A Tribe Called Red: Electro hip-hop beats with a backstory
It began with a small club party and now they are playing big festivals.
A Tribe Called Red are a cutting-edge hip-hop and electro group comprised of DJs Ehren “Bear Witness” Thomas and Tim “2oolman” Hill, who, more importantly than their love for hip-hop, share the rich heritage of Canada’s indigenous community, and its this that is responsible for their work’s great heft – their political lyrics discuss the systematic discrimination facing indigenous communities worldwide, and they form a rallying cry for self-improvement.
Paired with their thunderous signature production, their gigs leave you sweating and inspired in equal measure, and the UAE will experience this first-hand when they perform on Wednesday and Thursday as part of NYU Abu Dhabi Arts Centre’s new season.
With the group now in its 10th year, Bear Witness says he remains shocked at how far they have come, considering they initially began in Ottawa with the sole aim of performing for their indigenous community. “The whole thing just started with throwing a club night catering to our people. And very quickly we realized that we created something, a safe space for indigenous people to gather and celebrate within the landscape,” he says.
“The reaction was that we needed this. So from the start we felt like we were kind of servicing our community in a way that hadn’t been done before.”
However, the inclusiveness of their Electric Pow Wow parties became a sensation; the crowd and music connoisseurs were equally beguiled by their mixing of hip-hop and dubstep with pow wow – a native American style of music consisting of signature powerful drumming, cascading singing styles and communal dances.
The success of these events lead to the group releasing a trio of acclaimed albums with their latest being We Are the Halluci Nation.
The 2016 album is a career best for the group. It is a concept album tackling the scrounges of colonialism, capitalism, and racism from an economic and social perspective. With guest appearances from the likes of rappers Yassin Bey (also known as Mos Def) and Iraq’s Narcy – in the vibrant single R E D – the album is the group most rhythmic effort yet. “You know, there is a term that 2oolman uses in the studio a lot, and that is the drums have to ‘slap’. If they don’t slap, he says, that means, it’s not working. That comes from his hip-hop and Toronto background,” he says. “My background is more dancehall and jungle music, so that means it’s all about that massive heavy basslines.”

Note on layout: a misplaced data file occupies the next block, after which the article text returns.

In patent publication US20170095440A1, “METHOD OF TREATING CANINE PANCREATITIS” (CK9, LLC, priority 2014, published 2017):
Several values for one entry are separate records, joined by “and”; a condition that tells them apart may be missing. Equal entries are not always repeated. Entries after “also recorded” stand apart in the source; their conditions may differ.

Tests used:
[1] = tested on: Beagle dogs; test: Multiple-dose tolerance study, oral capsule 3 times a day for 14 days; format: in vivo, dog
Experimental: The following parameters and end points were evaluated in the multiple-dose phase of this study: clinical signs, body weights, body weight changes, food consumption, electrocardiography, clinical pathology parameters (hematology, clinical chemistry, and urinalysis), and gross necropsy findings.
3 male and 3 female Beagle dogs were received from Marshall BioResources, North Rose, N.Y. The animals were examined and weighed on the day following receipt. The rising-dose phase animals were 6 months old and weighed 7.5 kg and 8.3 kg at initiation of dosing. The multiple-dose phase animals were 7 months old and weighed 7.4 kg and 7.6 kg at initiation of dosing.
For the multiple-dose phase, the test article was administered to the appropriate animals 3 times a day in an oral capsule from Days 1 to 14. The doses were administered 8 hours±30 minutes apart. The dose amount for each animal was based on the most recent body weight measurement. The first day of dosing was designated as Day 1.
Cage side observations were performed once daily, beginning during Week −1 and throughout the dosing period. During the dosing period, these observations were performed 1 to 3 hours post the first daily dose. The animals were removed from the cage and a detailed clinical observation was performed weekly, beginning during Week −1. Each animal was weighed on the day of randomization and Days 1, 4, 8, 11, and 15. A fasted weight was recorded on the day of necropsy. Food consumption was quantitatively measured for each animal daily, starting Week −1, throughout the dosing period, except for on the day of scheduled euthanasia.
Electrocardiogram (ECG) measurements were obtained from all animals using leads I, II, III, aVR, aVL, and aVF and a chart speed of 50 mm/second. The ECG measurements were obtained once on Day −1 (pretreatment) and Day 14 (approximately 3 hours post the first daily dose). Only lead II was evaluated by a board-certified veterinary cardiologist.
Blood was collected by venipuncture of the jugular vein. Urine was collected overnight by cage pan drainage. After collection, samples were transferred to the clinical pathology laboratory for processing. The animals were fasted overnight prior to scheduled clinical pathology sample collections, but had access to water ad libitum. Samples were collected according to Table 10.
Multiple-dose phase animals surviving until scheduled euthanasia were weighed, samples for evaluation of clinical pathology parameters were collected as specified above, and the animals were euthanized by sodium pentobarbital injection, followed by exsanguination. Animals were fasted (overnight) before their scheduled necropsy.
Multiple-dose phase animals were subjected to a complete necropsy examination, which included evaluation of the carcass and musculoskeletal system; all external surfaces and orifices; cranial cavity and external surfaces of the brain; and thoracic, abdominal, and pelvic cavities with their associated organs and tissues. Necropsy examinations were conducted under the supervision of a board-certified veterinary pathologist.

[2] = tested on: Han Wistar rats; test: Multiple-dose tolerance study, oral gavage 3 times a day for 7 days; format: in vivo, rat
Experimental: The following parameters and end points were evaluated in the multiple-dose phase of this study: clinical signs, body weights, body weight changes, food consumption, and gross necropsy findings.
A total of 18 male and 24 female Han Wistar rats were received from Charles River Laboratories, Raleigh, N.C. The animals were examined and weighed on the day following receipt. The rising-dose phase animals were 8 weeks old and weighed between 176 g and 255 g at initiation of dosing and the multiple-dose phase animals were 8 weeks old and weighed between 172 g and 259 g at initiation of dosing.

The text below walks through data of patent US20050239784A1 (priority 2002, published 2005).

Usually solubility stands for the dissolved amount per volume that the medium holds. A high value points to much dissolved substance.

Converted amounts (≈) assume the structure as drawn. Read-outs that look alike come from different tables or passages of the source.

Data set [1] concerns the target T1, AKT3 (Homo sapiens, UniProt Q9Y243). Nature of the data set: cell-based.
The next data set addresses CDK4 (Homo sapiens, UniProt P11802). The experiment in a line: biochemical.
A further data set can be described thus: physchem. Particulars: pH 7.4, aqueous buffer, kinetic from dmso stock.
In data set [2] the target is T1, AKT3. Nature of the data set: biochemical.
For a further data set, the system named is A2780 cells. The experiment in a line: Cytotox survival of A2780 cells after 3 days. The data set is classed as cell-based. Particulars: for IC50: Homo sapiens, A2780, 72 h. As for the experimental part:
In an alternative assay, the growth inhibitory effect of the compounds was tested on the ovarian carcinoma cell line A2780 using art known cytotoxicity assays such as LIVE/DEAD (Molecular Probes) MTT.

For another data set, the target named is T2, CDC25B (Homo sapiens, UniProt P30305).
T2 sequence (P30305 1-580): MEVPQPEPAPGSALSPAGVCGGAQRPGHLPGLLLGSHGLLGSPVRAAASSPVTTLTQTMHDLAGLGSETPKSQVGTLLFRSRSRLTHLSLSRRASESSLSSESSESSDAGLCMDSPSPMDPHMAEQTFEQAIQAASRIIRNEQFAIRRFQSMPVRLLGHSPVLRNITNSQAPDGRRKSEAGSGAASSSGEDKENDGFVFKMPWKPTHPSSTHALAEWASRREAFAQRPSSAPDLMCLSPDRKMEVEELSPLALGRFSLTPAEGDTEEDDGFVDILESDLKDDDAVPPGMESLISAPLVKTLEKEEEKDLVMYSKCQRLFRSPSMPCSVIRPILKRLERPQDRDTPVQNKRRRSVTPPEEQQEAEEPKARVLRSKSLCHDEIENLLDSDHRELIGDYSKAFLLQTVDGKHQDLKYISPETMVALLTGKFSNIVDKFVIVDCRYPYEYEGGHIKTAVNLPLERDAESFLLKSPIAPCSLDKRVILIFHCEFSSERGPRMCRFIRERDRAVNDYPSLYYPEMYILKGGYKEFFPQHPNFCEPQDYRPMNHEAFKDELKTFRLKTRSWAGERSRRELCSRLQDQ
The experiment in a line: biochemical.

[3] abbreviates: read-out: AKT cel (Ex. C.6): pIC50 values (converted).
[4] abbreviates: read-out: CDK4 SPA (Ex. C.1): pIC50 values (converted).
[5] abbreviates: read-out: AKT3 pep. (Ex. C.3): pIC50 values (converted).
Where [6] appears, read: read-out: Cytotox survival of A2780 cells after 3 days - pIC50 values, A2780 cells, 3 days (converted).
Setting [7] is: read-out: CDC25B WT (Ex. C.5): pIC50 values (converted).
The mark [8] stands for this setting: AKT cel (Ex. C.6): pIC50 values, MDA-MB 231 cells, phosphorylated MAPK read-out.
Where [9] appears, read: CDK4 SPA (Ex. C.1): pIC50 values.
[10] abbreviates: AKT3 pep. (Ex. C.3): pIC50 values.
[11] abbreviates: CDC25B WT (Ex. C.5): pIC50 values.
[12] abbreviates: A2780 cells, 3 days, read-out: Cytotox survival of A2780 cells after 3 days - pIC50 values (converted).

Despite the ruckus they cause on the dancefloor, A Tribe Called Red know their responsibility is to create tunes that are merely more than dance music. The fact the group rose from a social need has coloured their ethos ever since. Every song needs to have a purpose, and Bear Witness admits that this weight can be draining at times. “There are moments when it does feel heavy, and I think, why couldn’t we just be a party band,” he says.
“But I will say that having a purpose gives us an idea of what we want to achieve. That has enabled us to be free and to figure out what we wanted. As much as it can be difficult, it has also become a blessing.”
For a band whose songs discuss the social disenfranchisement of Canada’s indigenous population, it is interesting that the UAE’s Canadian Embassy has officially supported A Tribe Called Red’s Abu Dhabi appearance. While admitting that such a partnership may “seem weird,” Bear Witness praises his government for giving the band a free reign to express themselves. “We get held up as an example of the success of the Canadian project. We get recognised as an example of Canada, which is totally bizarre to us,” he says.
“But nobody has ever tried to silence us. No one has ever tried to tell us to take it down a notch or not to say something. Everybody knows that if you give us the opportunity, we’re going to say something.”
A Tribe Called Red will perform at the NYUAD Arts Centre on Wednesday and Thursday. Tickets begin from Dh50 from www.nyuad-artscenter.org